Attract the Talent You Need, Regardless of Location

Global Search

Online retailer Zappos is committed to offering its workforce an outstanding company culture and work experience. Located in the heart of Las Vegas, Zappos operates from a location that provides employees with a great place to live. While the city of lights has the draw of shows, restaurants, golf courses and national parks, nascent companies in remote locations may not have the benefit of similar cachet. Even if your organization has the DNA of a great company, candidates may not flock to your opportunities if the location is geographically undesirable or unfamiliar.

Even in a busy metropolis, finding specialized talent is challenging. For example, individuals with cloud computing skills are in high demand, but in short supply. Triangle Park may have no trouble recruiting this talent pool, but companies in Richmond, VA may experience greater difficulty. What’s a company to do to overcome geographic challenges and attract the talent it needs?

Be willing to relocate qualified candidates - Bringing people to the location may require dangling a few carrots, whether that’s offering a full-fledged relocation package or set dollar amount to augment moving expenses. Switching geographies may be appealing to candidates looking for particular experience, climate or proximity to schools, shopping or other amenities, but they may require incentive to commit to a move.

Know the market – Research and market intelligence can help advance your organization’s talent acquisition efforts. Keeping a pulse on companies that are hiring, promoting or laying off talent can provide insight into the availability of passive candidates or be helpful when benchmarking positions in your organization. Wanted Analytics provides heat maps on data such as candidate supply and hiring demand, and social tools such as Google Alerts and LinkedIn can also provide insight into candidate and company movement.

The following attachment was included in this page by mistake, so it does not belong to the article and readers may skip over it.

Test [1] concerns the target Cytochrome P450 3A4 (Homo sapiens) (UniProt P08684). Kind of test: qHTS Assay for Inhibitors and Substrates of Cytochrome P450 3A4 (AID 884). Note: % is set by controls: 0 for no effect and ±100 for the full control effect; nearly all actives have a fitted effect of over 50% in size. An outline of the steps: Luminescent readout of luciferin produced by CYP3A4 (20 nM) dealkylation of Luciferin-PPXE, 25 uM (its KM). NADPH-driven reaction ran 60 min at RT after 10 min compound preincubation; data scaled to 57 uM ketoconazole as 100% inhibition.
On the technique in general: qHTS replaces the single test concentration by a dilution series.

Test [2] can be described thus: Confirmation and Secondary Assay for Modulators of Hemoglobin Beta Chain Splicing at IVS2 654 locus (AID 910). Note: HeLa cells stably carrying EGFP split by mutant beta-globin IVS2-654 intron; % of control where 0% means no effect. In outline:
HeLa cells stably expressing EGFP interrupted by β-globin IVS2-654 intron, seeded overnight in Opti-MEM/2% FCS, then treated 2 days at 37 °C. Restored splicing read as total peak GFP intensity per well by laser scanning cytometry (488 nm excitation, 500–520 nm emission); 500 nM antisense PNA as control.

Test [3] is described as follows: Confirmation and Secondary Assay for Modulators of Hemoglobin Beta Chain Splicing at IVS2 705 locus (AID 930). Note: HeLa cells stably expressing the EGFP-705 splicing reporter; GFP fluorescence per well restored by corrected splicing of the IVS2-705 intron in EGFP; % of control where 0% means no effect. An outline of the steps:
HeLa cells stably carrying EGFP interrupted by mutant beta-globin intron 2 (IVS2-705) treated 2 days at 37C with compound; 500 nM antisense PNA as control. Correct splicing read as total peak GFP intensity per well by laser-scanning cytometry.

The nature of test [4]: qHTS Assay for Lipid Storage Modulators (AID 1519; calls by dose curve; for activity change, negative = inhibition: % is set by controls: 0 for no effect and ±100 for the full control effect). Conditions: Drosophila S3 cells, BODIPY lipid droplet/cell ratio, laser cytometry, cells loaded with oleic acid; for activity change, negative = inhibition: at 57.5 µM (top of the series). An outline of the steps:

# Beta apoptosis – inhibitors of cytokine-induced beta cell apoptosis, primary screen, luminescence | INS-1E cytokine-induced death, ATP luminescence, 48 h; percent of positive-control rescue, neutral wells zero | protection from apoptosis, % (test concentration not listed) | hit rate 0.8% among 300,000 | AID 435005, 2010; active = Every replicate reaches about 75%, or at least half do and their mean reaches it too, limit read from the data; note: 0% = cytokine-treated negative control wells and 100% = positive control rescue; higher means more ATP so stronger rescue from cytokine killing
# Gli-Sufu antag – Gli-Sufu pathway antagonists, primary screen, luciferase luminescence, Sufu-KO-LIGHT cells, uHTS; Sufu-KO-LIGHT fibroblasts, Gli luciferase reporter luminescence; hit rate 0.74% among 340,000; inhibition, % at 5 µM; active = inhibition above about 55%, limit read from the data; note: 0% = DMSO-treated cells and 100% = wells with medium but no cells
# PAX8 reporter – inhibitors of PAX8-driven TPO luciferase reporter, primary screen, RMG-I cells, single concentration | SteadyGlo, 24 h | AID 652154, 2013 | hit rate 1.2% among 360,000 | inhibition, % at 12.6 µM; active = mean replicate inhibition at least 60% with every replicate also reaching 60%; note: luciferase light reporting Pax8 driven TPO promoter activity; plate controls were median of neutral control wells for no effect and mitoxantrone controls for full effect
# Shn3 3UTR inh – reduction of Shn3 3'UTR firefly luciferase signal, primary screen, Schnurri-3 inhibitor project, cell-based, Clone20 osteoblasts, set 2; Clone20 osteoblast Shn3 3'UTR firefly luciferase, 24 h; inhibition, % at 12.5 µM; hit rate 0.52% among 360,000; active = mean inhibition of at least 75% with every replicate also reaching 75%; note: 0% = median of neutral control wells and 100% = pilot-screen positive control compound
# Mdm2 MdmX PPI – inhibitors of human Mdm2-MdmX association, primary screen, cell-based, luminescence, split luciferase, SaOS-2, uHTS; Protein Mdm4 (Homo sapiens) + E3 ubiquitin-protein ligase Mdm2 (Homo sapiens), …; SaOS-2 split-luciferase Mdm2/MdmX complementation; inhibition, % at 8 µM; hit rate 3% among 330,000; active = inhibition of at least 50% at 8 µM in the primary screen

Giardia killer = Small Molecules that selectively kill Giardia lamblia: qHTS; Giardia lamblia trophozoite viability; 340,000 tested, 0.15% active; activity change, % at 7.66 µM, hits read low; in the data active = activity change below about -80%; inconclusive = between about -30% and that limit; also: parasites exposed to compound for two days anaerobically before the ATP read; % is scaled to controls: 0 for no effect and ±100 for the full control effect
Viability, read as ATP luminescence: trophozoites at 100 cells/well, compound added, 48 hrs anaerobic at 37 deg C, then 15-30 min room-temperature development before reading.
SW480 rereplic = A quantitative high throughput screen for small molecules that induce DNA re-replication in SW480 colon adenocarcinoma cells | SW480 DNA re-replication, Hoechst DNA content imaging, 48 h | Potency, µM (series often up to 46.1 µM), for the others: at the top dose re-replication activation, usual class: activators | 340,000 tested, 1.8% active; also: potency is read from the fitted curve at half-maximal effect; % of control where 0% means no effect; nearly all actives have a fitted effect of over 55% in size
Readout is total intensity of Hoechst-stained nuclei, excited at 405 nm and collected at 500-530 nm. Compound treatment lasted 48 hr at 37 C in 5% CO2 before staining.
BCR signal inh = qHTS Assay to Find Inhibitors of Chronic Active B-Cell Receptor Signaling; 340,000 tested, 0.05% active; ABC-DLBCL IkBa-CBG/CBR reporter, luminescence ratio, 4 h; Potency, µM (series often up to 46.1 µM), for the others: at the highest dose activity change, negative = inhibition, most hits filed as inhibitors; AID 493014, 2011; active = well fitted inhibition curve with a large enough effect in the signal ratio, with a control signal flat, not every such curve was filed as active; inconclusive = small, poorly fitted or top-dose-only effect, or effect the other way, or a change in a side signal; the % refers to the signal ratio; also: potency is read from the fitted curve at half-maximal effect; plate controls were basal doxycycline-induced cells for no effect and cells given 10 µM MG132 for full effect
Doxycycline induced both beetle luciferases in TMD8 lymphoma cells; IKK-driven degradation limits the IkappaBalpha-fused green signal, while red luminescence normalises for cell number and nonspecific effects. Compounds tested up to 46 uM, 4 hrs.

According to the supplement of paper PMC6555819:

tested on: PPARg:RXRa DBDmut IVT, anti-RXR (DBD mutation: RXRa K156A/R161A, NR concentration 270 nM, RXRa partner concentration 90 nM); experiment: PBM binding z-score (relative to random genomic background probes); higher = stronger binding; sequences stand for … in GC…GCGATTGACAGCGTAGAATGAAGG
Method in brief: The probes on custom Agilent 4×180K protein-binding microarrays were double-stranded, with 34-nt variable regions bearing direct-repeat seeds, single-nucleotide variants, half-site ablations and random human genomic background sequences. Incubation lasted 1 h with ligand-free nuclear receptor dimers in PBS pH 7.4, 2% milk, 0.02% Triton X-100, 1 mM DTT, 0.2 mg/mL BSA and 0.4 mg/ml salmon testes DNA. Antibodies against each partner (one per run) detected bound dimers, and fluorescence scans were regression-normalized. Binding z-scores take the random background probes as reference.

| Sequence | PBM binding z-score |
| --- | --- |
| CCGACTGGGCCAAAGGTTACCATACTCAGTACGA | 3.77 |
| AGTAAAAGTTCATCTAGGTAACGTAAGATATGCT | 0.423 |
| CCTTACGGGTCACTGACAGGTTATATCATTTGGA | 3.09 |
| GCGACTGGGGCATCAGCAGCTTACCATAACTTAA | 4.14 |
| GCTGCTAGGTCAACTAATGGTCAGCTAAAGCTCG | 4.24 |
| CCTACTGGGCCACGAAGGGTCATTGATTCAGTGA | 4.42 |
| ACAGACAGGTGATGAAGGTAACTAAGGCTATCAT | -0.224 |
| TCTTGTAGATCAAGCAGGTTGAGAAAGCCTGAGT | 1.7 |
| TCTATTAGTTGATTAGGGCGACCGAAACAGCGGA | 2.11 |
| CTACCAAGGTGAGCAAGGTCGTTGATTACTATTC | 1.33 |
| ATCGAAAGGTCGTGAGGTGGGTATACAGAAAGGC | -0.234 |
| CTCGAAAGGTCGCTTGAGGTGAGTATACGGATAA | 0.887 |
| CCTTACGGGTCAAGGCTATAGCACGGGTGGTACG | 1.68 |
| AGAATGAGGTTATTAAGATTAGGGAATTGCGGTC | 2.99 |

Communicate the culture and community – A company’s mission and compensation package are important, but they are not the only things candidates consider when making employment decisions. Share information about the workplace culture as well as what the community has to offer to help candidates understand what to expect and how they might fit in. Communicating culture is also beneficial to the organization; the right cultural fit can be the difference between a candidate who succeeds and one who falters.

Offer mentoring programs – An organizational culture that supports growth and development demonstrates to employees that they are valued and that there is a future for them. In addition to offering employees valuable guidance, formal mentor programs communicate a long-term commitment to employees, aiding in recruiting and retention efforts.

Look to local resources – There are more sources than ever for attracting top candidates, but when looking for local talent, think beyond job boards and the company career site. Consider participating in online message boards and sharing job openings via professional associations, and at churches, synagogues, the local community college or other places where local residents gather.

Have the right mobility tools – A performance management system can help organizations identify top performers and understand where talent resides in the organization. With a systematic approach to defining job competencies and performance, organizations can manage development and career paths and illuminate opportunities to internal candidates.

Think out of the box – New media literacy may be an important skill set to advance business goals, but it may not be readily available in the market. Planning for growth may require an investment in training or cultivating the skills the organization needs. Keep options open by looking to comparable skills that can be transferred for business benefit.

Be flexible – The proliferation of social collaboration tools has redefined what it means to be “in the office.” Many organizations allow workers to work remotely, which is beneficial to staff as well as the organization. A flexible approach to work can increase worker satisfaction and productivity and serve as incentive to attract top talent.

Recruiting and retaining the best talent can provide significant competitive advantages, from preserving the company culture to supporting operations. Once, a remote location meant significant barriers to hiring; but with today’s suite of talent acquisition tools, those in the business of identifying and retaining top talent need not let geography get in the way.

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